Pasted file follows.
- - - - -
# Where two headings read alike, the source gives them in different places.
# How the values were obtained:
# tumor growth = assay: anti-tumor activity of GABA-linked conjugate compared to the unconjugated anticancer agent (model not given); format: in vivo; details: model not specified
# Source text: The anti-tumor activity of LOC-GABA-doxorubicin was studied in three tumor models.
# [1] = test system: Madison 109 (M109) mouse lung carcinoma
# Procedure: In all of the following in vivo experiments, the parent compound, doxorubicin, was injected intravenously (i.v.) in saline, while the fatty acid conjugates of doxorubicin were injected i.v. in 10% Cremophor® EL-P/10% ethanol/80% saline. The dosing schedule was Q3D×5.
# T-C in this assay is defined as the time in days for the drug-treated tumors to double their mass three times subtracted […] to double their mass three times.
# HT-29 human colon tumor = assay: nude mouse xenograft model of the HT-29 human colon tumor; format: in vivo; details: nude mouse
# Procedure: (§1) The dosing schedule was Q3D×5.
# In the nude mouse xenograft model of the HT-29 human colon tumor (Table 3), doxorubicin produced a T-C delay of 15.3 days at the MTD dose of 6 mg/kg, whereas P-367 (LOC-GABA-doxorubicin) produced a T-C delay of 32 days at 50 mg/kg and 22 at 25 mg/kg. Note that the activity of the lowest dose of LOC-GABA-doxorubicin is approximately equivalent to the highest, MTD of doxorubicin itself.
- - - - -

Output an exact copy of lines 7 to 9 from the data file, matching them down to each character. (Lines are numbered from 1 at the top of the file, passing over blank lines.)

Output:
# T-C in this assay is defined as the time in days for the drug-treated tumors to double their mass three times subtracted […] to double their mass three times.
# HT-29 human colon tumor = assay: nude mouse xenograft model of the HT-29 human colon tumor; format: in vivo; details: nude mouse
# Procedure: (§1) The dosing schedule was Q3D×5.